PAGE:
President Barack Obama is eyeing a 2012 campaign modeled on President Harry Truman’s 1948 successful re-election campaign against Congress. First, however, the White House will send to Capitol Hill an assortment of “economy-boosting” legislation in a package that may include a major overhaul of the tax code.
“I’ll be putting forward, when they come back in September, a very specific plan to boost the economy, to create jobs, and to control our deficit,” Obama told a friendly audience at a Decorah, Iowa, campaign-event on Monday.
“My attitude is, get it done … [but] if they don’t get it done, then we’ll be running against a Congress that’s not doing anything for the American people, and the choice will be very stark and will be very clear.”
“My hope is that Congress is willing to take up tax reform,” he said. “So far they’ve said that they’re willing to do it, but so far we haven’t seen a lot of energy on the part of some folks in actually delivering on tax reform,” he added.
The potential success of Obama’s proposed strategy is unclear. The GOP nominee has not been selected and Obama’s approval rate has declined to 39 percentage points, according to Gallup. Also, Obama failed to get Republicans in Congress to approve a tax-boosting “Grand Bargain” during the debt ceiling talks, even though a deal would have bolstered his campaign-trail claims that he is a fiscal conservative and a consensus builder in Washington.
The run-against-Congress campaign strategy echoes the successful 1948 campaign of President Harry Truman, who also inveighed against a “do nothing” Congress while competing against a GOP presidential candidate.
The Republicans had a 60-vote majority in the House and passed many pro-growth bills that Truman signed into law. The House passed the Taft-Hartley union regulation bill and a landmark defense reform measure. It also enacted the forerunner to the current Clean Water Act. The House established the military ties that would become NATO and the the Marshall Plan, which helped revive the war-damaged European economies.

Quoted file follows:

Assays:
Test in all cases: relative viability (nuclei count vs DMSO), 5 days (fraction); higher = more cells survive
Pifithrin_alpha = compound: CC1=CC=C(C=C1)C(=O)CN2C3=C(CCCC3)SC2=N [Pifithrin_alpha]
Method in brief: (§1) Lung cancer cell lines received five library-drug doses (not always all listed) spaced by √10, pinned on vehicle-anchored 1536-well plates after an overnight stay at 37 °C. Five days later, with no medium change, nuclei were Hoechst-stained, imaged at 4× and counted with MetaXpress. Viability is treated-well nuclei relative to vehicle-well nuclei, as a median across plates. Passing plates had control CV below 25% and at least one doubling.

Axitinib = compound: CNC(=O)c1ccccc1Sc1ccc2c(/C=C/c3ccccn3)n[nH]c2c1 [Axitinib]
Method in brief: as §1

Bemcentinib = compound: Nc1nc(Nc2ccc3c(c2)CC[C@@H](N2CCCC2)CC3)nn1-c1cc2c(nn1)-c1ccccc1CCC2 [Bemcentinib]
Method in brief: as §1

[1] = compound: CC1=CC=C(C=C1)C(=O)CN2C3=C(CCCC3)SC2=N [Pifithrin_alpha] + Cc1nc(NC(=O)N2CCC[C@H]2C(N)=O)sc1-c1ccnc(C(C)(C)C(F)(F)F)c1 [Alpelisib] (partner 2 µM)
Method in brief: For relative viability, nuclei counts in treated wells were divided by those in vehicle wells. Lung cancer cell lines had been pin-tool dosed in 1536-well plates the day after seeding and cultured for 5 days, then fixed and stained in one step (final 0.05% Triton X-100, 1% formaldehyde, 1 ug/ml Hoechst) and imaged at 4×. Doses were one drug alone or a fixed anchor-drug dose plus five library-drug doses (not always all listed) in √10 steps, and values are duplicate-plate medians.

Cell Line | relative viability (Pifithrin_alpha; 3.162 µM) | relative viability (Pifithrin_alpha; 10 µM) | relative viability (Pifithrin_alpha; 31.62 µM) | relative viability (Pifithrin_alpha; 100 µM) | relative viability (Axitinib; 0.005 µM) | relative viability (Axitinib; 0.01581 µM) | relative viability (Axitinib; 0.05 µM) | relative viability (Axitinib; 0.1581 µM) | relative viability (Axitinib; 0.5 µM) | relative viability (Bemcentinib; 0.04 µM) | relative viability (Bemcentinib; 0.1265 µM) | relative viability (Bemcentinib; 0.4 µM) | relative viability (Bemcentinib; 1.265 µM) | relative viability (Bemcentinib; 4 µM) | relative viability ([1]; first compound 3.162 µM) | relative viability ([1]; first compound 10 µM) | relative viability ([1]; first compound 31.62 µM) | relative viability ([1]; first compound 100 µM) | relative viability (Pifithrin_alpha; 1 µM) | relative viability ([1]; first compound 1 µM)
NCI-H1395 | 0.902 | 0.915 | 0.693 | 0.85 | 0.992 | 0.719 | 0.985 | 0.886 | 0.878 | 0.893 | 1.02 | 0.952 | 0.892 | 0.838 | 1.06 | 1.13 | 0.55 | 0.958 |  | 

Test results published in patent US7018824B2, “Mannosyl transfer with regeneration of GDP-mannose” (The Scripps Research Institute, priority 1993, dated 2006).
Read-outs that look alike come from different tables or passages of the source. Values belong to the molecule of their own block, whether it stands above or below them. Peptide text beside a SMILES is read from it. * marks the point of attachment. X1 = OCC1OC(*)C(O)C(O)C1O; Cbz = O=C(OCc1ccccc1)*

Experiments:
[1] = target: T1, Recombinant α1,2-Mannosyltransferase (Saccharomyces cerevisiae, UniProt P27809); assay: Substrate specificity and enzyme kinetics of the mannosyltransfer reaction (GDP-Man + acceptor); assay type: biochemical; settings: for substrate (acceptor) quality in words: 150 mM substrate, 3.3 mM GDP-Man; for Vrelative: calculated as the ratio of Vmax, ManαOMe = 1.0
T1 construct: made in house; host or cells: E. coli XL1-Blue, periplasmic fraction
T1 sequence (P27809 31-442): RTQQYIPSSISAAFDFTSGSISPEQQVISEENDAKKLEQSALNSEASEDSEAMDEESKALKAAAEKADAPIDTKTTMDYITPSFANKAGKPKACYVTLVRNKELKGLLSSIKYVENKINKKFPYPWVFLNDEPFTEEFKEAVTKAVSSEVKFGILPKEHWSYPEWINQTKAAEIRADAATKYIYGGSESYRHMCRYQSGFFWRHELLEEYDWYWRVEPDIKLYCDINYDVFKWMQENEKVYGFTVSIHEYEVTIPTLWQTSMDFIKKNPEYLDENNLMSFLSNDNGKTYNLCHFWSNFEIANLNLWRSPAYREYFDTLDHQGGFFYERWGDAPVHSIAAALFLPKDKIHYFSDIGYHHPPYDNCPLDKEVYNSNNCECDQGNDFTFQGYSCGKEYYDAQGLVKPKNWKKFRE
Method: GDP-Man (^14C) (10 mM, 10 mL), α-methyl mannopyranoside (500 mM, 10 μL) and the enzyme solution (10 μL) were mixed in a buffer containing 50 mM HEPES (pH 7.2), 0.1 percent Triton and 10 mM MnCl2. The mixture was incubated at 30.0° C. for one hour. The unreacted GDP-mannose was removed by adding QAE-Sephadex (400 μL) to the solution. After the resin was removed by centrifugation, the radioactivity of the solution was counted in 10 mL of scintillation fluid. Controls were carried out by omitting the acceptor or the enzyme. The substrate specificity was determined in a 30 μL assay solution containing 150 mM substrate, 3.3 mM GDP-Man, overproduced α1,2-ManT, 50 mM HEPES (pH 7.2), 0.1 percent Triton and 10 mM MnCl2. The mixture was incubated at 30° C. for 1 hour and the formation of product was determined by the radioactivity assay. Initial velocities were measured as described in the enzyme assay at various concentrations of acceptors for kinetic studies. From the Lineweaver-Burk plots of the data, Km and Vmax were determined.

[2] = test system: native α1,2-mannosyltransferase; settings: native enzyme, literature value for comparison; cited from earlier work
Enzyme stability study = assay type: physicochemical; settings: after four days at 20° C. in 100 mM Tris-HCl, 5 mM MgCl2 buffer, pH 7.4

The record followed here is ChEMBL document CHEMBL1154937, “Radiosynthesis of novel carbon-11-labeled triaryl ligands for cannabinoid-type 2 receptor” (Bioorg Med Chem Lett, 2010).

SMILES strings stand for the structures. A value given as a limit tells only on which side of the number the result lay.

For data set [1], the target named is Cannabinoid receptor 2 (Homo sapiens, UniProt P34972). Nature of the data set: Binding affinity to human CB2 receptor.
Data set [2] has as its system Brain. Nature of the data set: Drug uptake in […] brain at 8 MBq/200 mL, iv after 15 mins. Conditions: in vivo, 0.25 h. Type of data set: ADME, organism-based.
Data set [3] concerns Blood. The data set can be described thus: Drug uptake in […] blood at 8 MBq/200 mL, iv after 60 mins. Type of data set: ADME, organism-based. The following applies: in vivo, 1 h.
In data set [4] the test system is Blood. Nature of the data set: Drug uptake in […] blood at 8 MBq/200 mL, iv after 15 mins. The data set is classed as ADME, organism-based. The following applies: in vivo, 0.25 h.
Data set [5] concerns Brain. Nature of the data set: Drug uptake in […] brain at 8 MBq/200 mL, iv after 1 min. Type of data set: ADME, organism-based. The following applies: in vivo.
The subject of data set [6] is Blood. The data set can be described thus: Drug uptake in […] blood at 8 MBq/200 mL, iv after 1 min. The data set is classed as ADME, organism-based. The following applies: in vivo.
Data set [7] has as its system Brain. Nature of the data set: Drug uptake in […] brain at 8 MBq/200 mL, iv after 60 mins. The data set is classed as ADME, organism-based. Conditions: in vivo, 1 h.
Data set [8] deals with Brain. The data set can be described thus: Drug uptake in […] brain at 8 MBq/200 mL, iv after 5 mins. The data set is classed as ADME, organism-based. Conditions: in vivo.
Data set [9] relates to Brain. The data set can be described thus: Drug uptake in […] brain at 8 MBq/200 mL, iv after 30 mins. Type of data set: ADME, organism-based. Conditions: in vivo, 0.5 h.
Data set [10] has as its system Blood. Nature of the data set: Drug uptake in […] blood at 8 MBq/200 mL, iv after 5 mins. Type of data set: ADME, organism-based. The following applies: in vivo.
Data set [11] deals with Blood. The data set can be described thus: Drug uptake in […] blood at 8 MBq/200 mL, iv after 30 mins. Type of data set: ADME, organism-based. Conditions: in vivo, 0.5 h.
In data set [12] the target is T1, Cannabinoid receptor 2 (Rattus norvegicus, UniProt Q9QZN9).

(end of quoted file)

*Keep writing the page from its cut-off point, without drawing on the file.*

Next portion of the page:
But Truman’s “do nothing” claim stuck, partly because the country was in a postwar recession.
Truman eventually pulled off a surprise victory over the expected winner, New York Gov. Thomas Dewey.
Obama did not describe the proposals he says he will send to Congress in September, but he did repeat a litany of measures that he has cited in stump speeches before. The proposals include an update of patent laws, a government backed infrastructure bank to fund state and local construction projects, tax increases on wealthy Americans, passage of three free-trade deals and extension of the temporary payroll tax cut.
Following a question from the audience, Obama also endorsed a major reform of the tax code.
The “super committee” of 12 legislators created by the debt ceiling deal could close “a bunch of these loopholes and tax breaks,” he said, which would allow Congress to “lower the overall rate, broaden the base.”
“It would be a fairer, easier system that would combine simplification with, actually, more revenue,” he said.
However, Obama also said he would oppose a reform that lowered the overall percentage of taxes paid by the wealthy. “I think it’s very important for us to maintain what’s called progressivity in the tax code,” the president said.
“You can reform the tax code where you just have a flat tax, for example,” he suggested. “The problem is, Warren Buffett would probably pay even less in taxes, and a lot of companies would pay even less in taxes, if you set up that system.”
The 2003 tax code signed by President George W. Bush increased the percentage of taxes paid by the wealthy.
For example, Bush’s cut ended income tax payments by roughly 10 million families, boosted the child tax credit and ensured that the poorest 40 percent of families do not pay income taxes,” according to an analysis by the Heritage Foundation.
Similarly, a December 2006 report by the Congressional Budget Office reported that the top 5 percent of taxpayers saw their share of all federal income taxes rise from 56.6 percent to 58.4 percent.”
During his speech, Obama said he agreed in December to continue the Bush-approved tax cuts because their end would have been painful to middle-class families. Ending the taxes “would have meant that the average family saw their taxes go up $3,000 on average, at a time when they were still digging themselves out of a debt hole,” he said.
“It would have been very bad for the economy,” he said.
If the Republican Congress does not cooperate with his proposals, “I will take my case to the American people,” he said. If Republicans “want to sit there and do nothing for the next 16 months, while unemployment is still high and small businesses are still suffering, then ultimately they’re going to be held to account by you,” he told his audience.